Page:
Tell Them insists that lawmakers hear your voice.
We work to improve reproductive health policy in South Carolina.

How to Pass Legislation in 1 Easy Step

Posted by Jordan Craven on April 30, 2015 at 2:42 PM

Democracy: a form of government that gives power to the people vis-à-vis fair and free elections. It's a simple notion that can often seem complex when it comes to passing legislation.

How do you pass a law that seems so fundamental yet controversial to a small group of people in power? Shouldn't passing basic legislation that would ensure medical accuracy in education be an easy process?

The answer is: Yes.* 

Okay, maybe it's not super easy... and maybe it takes forever... and maybe über conservative lawmakers don't agree with what seems to be an essential part of education, but passing legislation requires just one thing.

It requires patience

I feel like it's almost a foreign concept in today's society of instant gratification, universal access to the internet and LTE. And I'll be the first one to tell you that I'm not the most patient person (especially when it comes to politics). However, patience is a skill that can help you pass meaningful legislation, despite push-back from a select few.

Tell Them® has 18K+ supporters, many of whom are voters and active advocates, which means that we've got the backing to prove South Carolinians care about our issues. One of these important issues, and potentially our most 'famous' one, is reproductive health education (AKA sex ed). 

If you're reading this, you're probably aware of the fact that some of our lawmakers think sex education will just encourage sex, leading to the downfall of modern society. You're also probably aware that this viewpoint is entirely incorrect and based on flawed logic. Sadly, that's what we're up against. 

But Rome wasn't built in a day (pardon the cliché).

And just like Rome, getting legislation passed is going to take some time. But it can be, and it has been, done. Por ejemplo:

  • it took 12 years to enact a cigarette tax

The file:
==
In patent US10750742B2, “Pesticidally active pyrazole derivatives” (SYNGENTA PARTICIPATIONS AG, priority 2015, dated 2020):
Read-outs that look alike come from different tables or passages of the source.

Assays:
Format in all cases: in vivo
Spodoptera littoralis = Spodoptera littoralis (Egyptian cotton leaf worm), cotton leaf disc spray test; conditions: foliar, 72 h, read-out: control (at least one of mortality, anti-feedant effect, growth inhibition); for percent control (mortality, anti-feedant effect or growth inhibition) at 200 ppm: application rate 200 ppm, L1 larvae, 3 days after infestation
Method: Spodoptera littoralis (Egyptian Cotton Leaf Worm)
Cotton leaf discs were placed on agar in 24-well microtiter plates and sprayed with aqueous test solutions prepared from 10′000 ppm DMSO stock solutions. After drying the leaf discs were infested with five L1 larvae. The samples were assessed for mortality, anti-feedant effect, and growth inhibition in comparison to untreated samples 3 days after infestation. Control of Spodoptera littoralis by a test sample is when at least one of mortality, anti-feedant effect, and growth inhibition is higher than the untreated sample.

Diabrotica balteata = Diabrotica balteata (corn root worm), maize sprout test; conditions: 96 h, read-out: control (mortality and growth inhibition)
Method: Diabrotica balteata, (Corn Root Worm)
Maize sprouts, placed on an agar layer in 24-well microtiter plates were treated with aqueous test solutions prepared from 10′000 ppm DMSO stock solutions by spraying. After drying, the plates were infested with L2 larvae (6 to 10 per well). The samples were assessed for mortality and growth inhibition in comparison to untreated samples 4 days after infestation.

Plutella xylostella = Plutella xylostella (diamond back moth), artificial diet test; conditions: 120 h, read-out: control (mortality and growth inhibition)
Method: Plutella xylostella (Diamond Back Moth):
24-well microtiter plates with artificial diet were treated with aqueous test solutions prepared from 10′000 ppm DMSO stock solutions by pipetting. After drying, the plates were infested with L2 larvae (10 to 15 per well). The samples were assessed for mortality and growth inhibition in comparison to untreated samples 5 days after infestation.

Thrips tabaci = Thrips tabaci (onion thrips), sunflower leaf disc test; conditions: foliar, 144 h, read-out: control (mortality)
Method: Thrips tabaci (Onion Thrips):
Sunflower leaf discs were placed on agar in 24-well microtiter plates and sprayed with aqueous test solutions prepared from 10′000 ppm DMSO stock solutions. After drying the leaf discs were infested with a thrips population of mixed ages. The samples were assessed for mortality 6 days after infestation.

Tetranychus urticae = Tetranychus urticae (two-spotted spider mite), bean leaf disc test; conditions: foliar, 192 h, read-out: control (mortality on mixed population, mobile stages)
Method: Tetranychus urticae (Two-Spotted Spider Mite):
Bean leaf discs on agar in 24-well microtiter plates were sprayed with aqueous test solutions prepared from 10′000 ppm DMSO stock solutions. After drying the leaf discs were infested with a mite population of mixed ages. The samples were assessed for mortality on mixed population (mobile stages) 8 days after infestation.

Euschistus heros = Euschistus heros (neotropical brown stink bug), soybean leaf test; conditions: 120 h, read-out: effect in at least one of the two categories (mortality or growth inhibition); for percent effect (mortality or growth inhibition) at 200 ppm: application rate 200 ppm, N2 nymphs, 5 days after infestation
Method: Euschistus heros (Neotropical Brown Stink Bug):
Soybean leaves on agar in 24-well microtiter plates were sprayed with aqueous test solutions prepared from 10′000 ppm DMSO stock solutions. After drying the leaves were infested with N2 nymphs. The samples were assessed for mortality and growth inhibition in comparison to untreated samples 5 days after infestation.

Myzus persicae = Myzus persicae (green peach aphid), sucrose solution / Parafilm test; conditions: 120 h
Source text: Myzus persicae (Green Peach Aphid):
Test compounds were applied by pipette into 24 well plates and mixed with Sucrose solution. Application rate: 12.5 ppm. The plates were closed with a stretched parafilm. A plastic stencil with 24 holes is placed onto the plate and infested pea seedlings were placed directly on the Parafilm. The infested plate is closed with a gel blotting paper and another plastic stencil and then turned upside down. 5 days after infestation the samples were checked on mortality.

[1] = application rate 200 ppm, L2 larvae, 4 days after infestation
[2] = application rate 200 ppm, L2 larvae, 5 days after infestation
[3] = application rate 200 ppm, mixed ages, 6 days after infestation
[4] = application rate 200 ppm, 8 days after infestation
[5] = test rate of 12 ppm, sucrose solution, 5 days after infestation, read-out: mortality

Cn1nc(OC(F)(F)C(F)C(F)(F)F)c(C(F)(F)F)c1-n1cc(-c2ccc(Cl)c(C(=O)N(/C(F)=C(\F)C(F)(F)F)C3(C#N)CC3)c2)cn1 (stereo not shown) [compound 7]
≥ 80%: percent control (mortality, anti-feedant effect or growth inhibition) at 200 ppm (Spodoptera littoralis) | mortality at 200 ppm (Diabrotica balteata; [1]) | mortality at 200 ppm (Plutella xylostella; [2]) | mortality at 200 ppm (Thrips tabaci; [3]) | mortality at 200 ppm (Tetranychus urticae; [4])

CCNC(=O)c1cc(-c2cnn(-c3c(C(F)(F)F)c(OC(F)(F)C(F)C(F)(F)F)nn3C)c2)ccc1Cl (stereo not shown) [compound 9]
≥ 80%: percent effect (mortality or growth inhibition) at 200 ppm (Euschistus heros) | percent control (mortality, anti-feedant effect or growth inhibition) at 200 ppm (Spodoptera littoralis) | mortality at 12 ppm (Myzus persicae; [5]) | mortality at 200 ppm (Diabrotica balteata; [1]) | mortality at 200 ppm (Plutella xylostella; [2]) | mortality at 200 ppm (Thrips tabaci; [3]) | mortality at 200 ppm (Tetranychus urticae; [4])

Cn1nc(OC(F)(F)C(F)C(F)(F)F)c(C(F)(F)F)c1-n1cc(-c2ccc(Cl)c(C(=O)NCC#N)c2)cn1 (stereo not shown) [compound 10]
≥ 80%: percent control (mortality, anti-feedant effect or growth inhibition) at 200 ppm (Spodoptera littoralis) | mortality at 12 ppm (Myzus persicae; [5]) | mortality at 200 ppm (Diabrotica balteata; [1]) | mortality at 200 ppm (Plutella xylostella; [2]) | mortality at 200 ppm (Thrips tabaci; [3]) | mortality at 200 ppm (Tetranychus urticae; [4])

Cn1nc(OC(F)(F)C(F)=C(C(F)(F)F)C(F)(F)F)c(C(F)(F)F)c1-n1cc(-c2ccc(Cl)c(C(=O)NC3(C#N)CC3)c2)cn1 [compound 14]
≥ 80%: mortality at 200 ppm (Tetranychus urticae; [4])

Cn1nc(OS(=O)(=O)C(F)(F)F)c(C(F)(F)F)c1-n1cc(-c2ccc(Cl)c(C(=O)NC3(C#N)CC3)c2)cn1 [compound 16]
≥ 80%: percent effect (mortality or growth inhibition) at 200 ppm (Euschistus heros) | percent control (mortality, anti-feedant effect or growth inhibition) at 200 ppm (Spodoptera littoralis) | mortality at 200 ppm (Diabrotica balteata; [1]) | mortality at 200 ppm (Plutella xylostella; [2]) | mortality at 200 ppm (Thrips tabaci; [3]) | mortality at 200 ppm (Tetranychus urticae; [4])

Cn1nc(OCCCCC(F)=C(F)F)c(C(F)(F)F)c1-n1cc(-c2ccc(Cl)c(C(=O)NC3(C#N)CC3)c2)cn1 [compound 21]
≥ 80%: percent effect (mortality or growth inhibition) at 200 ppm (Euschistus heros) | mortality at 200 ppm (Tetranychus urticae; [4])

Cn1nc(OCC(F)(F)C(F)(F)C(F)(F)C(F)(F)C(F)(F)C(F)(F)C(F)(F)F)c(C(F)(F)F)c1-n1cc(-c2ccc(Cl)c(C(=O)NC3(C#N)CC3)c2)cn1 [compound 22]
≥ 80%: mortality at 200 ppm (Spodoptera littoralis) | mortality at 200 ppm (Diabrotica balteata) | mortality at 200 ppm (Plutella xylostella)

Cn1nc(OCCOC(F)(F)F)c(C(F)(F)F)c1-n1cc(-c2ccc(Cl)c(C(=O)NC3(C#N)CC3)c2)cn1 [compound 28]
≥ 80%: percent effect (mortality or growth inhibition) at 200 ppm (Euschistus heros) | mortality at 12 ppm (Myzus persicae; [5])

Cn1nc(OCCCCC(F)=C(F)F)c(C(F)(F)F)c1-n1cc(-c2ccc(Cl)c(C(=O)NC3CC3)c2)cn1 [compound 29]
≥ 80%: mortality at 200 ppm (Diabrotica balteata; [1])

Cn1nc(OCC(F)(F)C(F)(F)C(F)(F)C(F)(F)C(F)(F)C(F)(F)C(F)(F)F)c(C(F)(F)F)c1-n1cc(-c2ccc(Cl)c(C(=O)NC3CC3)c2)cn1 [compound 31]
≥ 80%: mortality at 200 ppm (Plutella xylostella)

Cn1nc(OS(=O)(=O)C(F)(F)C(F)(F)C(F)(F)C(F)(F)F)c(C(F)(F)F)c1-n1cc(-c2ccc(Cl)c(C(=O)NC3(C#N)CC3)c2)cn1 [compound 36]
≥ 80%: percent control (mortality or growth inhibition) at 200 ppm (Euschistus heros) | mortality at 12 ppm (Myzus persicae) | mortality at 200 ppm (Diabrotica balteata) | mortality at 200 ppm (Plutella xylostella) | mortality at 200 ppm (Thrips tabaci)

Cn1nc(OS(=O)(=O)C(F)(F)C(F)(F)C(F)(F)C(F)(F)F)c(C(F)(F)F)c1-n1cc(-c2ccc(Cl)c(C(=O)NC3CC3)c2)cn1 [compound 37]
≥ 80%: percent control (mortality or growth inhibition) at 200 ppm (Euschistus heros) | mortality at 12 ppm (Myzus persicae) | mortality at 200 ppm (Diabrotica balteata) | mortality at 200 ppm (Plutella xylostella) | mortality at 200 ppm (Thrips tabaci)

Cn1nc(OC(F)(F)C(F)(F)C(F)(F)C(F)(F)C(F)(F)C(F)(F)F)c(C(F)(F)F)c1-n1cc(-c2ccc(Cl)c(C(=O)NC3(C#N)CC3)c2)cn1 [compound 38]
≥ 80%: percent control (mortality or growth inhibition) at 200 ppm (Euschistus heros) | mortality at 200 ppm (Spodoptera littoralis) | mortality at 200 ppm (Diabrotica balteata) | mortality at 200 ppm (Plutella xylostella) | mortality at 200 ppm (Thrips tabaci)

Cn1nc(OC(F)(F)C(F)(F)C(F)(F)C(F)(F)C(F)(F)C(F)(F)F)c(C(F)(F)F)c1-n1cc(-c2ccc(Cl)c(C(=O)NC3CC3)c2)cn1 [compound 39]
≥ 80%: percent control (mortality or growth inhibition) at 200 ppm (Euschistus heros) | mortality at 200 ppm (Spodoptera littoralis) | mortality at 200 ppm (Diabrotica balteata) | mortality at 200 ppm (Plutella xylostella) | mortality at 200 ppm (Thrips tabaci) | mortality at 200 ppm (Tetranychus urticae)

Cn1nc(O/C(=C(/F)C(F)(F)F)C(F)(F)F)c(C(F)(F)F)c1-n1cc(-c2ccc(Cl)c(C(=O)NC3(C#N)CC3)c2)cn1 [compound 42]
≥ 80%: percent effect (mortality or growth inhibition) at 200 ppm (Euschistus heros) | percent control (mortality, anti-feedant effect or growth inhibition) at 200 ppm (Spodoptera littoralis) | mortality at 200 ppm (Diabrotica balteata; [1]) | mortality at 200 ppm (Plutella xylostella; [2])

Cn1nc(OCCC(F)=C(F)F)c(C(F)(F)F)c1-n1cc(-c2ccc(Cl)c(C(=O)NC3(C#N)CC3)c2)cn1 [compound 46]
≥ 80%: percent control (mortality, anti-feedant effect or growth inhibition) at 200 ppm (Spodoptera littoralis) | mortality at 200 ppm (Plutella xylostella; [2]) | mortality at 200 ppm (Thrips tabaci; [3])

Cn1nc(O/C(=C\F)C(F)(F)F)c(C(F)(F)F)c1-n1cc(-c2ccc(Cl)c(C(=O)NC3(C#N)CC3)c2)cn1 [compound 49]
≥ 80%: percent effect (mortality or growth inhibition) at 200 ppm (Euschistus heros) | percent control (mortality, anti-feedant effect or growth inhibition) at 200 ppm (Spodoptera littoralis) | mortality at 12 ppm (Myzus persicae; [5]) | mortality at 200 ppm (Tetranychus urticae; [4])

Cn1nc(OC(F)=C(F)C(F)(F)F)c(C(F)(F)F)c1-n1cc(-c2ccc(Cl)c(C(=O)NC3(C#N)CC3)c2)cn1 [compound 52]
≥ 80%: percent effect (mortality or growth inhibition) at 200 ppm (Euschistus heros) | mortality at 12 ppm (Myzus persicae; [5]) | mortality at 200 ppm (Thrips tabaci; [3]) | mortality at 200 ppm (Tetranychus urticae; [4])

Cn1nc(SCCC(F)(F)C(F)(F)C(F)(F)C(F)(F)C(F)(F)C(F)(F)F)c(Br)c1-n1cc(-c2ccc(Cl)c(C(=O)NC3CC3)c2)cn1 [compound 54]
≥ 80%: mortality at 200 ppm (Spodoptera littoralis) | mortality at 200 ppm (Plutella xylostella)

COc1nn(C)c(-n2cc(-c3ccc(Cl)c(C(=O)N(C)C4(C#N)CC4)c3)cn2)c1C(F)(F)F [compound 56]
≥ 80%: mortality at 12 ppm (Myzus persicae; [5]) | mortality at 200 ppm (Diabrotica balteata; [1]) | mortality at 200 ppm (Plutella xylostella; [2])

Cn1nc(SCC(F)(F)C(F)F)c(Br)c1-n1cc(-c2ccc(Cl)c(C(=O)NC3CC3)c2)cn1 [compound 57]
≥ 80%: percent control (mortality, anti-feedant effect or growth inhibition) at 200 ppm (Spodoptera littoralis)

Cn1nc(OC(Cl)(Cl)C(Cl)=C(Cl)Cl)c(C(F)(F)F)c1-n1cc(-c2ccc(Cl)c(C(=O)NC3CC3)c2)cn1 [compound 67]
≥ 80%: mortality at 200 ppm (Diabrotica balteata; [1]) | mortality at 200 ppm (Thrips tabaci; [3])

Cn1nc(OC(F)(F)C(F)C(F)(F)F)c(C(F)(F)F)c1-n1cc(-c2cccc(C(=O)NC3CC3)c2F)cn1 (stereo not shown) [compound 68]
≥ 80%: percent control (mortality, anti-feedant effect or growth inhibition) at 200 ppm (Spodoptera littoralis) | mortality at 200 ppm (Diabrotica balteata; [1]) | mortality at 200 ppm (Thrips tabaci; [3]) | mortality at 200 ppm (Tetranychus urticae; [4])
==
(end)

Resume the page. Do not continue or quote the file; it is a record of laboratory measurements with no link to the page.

• it took 8 years to pass the seat belt law
  • and it took 4 years and ongoing efforts to pass a gas tax to improve roads. 

So if you're a bit bummed about Wednesday's hearing on S.574, a bill which would ensure medically accurate sex education, try to remember passing laws take time. I get it... it's frustrating when you're working hard and you feel like there isn't much progress, but think about how great it is going to be when S.574 finally passes (and eventually signed by our Governor). Like, we're gonna throw a party. Throw condoms out windows. The whole nine yards. 

In the mean time, feel free to get angry. Feel free to express yourself and let your lawmakers know that South Carolina needs medically accurate sex education. In the words of Ron Swanson, let your lawmakers know that they need to, "re-think that move, son."

Tell Them® couldn't have gotten to where we are without the support of all the activists who advocated on Bee Day, all the concerned citizens who called their legislator about S.574 or all the parents who emailed their representative to let them know we need medically accurate sex education now. 

For those who drove from out of town Wednesday morning to attend the hearing and didn't get to speak, know that your efforts may not have been heard... but they were seen. Your continual push to get legislation passed is not in vain. 

Remember, this is politics. And patience is all it takes to pass a law. 

And don't forget about that party I want to throw once this is all over. It's going to be epic (I'll even invite Hillary).

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